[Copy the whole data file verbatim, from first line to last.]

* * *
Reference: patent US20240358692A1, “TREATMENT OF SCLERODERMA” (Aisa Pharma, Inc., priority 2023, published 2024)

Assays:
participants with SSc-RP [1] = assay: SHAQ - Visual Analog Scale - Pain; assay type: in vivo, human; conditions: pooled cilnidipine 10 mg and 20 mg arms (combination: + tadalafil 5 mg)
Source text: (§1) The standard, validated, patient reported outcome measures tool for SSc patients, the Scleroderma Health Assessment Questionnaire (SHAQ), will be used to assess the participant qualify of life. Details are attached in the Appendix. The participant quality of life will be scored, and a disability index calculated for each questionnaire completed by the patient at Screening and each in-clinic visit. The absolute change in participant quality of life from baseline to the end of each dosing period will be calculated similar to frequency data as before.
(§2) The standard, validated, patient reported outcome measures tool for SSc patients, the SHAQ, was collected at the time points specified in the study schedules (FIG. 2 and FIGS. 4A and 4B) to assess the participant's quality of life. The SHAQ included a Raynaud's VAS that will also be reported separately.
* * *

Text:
Reference: patent US20240358692A1, “TREATMENT OF SCLERODERMA” (Aisa Pharma, Inc., priority 2023, published 2024)

Assays:
participants with SSc-RP [1] = assay: SHAQ - Visual Analog Scale - Pain; assay type: in vivo, human; conditions: pooled cilnidipine 10 mg and 20 mg arms (combination: + tadalafil 5 mg)
Source text: (§1) The standard, validated, patient reported outcome measures tool for SSc patients, the Scleroderma Health Assessment Questionnaire (SHAQ), will be used to assess the participant qualify of life. Details are attached in the Appendix. The participant quality of life will be scored, and a disability index calculated for each questionnaire completed by the patient at Screening and each in-clinic visit. The absolute change in participant quality of life from baseline to the end of each dosing period will be calculated similar to frequency data as before.
(§2) The standard, validated, patient reported outcome measures tool for SSc patients, the SHAQ, was collected at the time points specified in the study schedules (FIG. 2 and FIGS. 4A and 4B) to assess the participant's quality of life. The SHAQ included a Raynaud's VAS that will also be reported separately.